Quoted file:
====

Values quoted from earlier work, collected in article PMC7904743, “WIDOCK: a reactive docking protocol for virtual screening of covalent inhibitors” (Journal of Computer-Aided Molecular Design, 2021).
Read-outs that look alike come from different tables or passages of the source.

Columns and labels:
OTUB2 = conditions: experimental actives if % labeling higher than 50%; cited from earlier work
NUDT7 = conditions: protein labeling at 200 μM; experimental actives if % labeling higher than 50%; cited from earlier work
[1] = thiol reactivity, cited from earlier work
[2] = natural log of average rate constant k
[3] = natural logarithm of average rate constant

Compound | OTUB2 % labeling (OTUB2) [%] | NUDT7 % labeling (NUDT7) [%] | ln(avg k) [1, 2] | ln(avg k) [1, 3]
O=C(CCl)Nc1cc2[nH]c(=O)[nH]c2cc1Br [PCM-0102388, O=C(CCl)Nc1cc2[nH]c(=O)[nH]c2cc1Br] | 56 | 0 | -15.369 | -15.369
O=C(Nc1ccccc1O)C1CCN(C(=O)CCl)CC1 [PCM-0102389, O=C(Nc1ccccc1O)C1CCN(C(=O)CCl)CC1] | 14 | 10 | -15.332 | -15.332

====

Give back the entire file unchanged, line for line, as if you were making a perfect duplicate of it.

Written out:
Values quoted from earlier work, collected in article PMC7904743, “WIDOCK: a reactive docking protocol for virtual screening of covalent inhibitors” (Journal of Computer-Aided Molecular Design, 2021).
Read-outs that look alike come from different tables or passages of the source.

Columns and labels:
OTUB2 = conditions: experimental actives if % labeling higher than 50%; cited from earlier work
NUDT7 = conditions: protein labeling at 200 μM; experimental actives if % labeling higher than 50%; cited from earlier work
[1] = thiol reactivity, cited from earlier work
[2] = natural log of average rate constant k
[3] = natural logarithm of average rate constant

Compound | OTUB2 % labeling (OTUB2) [%] | NUDT7 % labeling (NUDT7) [%] | ln(avg k) [1, 2] | ln(avg k) [1, 3]
O=C(CCl)Nc1cc2[nH]c(=O)[nH]c2cc1Br [PCM-0102388, O=C(CCl)Nc1cc2[nH]c(=O)[nH]c2cc1Br] | 56 | 0 | -15.369 | -15.369
O=C(Nc1ccccc1O)C1CCN(C(=O)CCl)CC1 [PCM-0102389, O=C(Nc1ccccc1O)C1CCN(C(=O)CCl)CC1] | 14 | 10 | -15.332 | -15.332